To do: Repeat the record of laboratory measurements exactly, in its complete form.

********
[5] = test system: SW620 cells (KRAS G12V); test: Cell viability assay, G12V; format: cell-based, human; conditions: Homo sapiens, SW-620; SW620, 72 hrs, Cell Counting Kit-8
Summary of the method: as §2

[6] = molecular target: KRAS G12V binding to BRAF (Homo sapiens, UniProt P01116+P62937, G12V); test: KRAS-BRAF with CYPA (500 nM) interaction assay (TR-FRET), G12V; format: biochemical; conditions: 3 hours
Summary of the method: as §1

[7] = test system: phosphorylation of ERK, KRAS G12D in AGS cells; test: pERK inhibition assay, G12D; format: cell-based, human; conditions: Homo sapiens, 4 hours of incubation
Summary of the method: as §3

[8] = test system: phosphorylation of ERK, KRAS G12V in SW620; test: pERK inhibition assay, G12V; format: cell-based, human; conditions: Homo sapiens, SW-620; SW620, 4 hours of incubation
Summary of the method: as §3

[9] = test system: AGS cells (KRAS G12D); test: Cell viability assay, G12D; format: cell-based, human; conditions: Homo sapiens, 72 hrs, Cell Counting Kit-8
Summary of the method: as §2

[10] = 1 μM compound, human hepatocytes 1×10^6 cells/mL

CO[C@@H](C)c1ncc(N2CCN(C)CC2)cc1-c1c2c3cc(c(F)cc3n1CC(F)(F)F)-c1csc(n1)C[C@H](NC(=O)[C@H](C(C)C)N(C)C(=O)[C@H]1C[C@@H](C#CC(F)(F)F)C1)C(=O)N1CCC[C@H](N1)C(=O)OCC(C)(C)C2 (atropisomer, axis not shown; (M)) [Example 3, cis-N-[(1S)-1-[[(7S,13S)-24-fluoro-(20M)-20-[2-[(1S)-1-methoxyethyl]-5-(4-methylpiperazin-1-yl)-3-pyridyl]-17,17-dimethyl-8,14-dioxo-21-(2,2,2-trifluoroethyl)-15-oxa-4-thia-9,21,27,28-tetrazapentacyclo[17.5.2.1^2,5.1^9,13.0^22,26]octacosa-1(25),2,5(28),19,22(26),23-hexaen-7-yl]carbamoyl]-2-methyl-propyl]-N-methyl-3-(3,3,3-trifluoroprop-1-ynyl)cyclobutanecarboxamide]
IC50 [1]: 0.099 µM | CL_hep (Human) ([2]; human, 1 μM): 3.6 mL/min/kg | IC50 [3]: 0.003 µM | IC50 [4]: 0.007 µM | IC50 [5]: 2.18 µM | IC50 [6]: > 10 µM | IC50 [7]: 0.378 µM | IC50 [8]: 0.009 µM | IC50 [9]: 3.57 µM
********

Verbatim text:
[5] = test system: SW620 cells (KRAS G12V); test: Cell viability assay, G12V; format: cell-based, human; conditions: Homo sapiens, SW-620; SW620, 72 hrs, Cell Counting Kit-8
Summary of the method: as §2

[6] = molecular target: KRAS G12V binding to BRAF (Homo sapiens, UniProt P01116+P62937, G12V); test: KRAS-BRAF with CYPA (500 nM) interaction assay (TR-FRET), G12V; format: biochemical; conditions: 3 hours
Summary of the method: as §1

[7] = test system: phosphorylation of ERK, KRAS G12D in AGS cells; test: pERK inhibition assay, G12D; format: cell-based, human; conditions: Homo sapiens, 4 hours of incubation
Summary of the method: as §3

[8] = test system: phosphorylation of ERK, KRAS G12V in SW620; test: pERK inhibition assay, G12V; format: cell-based, human; conditions: Homo sapiens, SW-620; SW620, 4 hours of incubation
Summary of the method: as §3

[9] = test system: AGS cells (KRAS G12D); test: Cell viability assay, G12D; format: cell-based, human; conditions: Homo sapiens, 72 hrs, Cell Counting Kit-8
Summary of the method: as §2

[10] = 1 μM compound, human hepatocytes 1×10^6 cells/mL

CO[C@@H](C)c1ncc(N2CCN(C)CC2)cc1-c1c2c3cc(c(F)cc3n1CC(F)(F)F)-c1csc(n1)C[C@H](NC(=O)[C@H](C(C)C)N(C)C(=O)[C@H]1C[C@@H](C#CC(F)(F)F)C1)C(=O)N1CCC[C@H](N1)C(=O)OCC(C)(C)C2 (atropisomer, axis not shown; (M)) [Example 3, cis-N-[(1S)-1-[[(7S,13S)-24-fluoro-(20M)-20-[2-[(1S)-1-methoxyethyl]-5-(4-methylpiperazin-1-yl)-3-pyridyl]-17,17-dimethyl-8,14-dioxo-21-(2,2,2-trifluoroethyl)-15-oxa-4-thia-9,21,27,28-tetrazapentacyclo[17.5.2.1^2,5.1^9,13.0^22,26]octacosa-1(25),2,5(28),19,22(26),23-hexaen-7-yl]carbamoyl]-2-methyl-propyl]-N-methyl-3-(3,3,3-trifluoroprop-1-ynyl)cyclobutanecarboxamide]
IC50 [1]: 0.099 µM | CL_hep (Human) ([2]; human, 1 μM): 3.6 mL/min/kg | IC50 [3]: 0.003 µM | IC50 [4]: 0.007 µM | IC50 [5]: 2.18 µM | IC50 [6]: > 10 µM | IC50 [7]: 0.378 µM | IC50 [8]: 0.009 µM | IC50 [9]: 3.57 µM